October: “Not allowed.” The security guard says. Here we go again… the grift.
On our way out of Jordan, Jean and I transit through the Cairo, Egypt airport a second time. Destination… Greece.
As before, we face a gauntlet of airport security. Bags and security documents are scanned and checked multiple times before we can even think about checking bags or getting a boarding pass. They know travelers are leaving the country and in a hurry to make a flight. The last time we were here, they coveted and confiscated my (used) Gillette safety razors. What now?
As my bags come through the scanner, a hustler grabs them and loads them onto a cart, intending to demand a tip for a service I don’t want or need. While I am distracted by the hustler, the security guard pulls aside one of Jean’s bags. It’s the bag Jean checks, the one with some cooking gear and her treasured Swiss Army knife.
Not Allowed, Part 2
“Knife! Not allowed!” the guard declares. Then he switches to Arabic, talking hard and fast at Jean. Alarmed, I pull my bags off the cart, say no (again) to the hustler, and walk over to see what the trouble is.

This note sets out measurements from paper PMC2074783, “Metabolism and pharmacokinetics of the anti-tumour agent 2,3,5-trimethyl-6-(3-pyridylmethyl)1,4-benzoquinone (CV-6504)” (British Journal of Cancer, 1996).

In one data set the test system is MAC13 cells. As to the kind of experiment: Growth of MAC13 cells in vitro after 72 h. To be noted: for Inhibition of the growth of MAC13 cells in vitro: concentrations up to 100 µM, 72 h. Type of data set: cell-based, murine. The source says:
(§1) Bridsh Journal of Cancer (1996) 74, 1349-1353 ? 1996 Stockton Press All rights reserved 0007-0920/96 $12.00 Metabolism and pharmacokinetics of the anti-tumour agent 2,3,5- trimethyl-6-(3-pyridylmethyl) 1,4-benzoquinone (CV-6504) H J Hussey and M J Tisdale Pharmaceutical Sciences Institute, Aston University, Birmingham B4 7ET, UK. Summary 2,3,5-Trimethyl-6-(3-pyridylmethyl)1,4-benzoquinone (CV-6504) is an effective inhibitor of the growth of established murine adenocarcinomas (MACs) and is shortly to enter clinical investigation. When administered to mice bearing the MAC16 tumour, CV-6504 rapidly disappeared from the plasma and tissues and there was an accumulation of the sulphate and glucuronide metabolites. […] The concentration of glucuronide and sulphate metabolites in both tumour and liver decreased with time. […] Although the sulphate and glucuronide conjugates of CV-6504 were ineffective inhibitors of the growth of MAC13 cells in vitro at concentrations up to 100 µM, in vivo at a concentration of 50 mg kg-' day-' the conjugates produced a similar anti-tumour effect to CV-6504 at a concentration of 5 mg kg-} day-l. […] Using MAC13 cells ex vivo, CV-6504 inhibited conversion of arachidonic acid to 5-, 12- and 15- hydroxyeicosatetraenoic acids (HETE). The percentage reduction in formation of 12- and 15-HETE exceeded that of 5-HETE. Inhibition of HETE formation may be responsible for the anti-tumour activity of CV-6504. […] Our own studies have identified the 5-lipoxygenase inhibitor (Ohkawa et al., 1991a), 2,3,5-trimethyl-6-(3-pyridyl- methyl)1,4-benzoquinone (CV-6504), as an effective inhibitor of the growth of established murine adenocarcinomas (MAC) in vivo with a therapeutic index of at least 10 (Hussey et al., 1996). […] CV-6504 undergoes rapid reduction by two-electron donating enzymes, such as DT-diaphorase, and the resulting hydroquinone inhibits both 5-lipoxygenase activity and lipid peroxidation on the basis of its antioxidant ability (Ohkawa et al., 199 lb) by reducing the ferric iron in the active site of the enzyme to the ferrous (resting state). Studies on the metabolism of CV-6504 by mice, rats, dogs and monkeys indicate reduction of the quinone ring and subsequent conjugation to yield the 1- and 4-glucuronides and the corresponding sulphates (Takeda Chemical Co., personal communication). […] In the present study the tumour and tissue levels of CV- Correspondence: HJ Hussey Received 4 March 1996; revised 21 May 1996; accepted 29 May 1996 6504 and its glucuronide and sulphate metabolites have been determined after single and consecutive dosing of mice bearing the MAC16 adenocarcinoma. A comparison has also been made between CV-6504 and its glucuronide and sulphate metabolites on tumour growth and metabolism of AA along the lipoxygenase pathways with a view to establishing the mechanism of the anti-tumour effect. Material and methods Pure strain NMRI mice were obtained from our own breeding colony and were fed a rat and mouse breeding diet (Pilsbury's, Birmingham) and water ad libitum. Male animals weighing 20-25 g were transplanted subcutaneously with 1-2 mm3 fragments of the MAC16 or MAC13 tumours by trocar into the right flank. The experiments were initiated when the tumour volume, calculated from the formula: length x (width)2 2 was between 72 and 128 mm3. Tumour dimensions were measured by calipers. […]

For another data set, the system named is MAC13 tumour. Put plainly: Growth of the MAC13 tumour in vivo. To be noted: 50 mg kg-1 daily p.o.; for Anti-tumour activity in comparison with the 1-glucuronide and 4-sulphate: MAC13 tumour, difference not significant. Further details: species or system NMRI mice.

“This bag will be checked. Not carry on,” Jean says. Then she realizes that the guard is weirdly ignoring her kitchen knife but is highly interested in the shiny, red Swiss Army knife. The guard continues in Arabic, motioning over a particularly large military guy with an intimidating pistol strapped to his hip. He, too, refuses eye contact with Jean as she repeats, “Not carry on. This bag will be checked.” He confiscates her passport and turns away, ignoring her.
Suddenly, the hustler turns Good Samaritan, intervening in animated, extended Arabic. We have no idea what he is saying to the guard and the military guy, but suddenly he miraculously prevails and starts loading Jean’s bags on the cart.
He assures Jean, “I tell them it is fine, you will check the bag, and I will escort you to the counter to be sure.” Resigned, I put my bags back on the cart. As we queue in the long check-in line, he leans close Jean, puts out his hand, and whispers emphatically, “Tip.” It is not a request.
Not wanting to risk any more troubles, we part with the only Egyptian bill we have, a 200 EP note worth about $13. The hustler politely says, “Thank you very much,” and immediately returns to the security queue.
Good Samaritan, or Good Grift?
As we finish waiting in line for the check-in counter, we wonder… Good Samaritan, or well-practiced grift? The guard, the military guy, and the hustler creating distraction and distress to induce foreigners to part with a few dollars so they can make their flight?
I wish they would have just taken the rest of my old, used safety razors.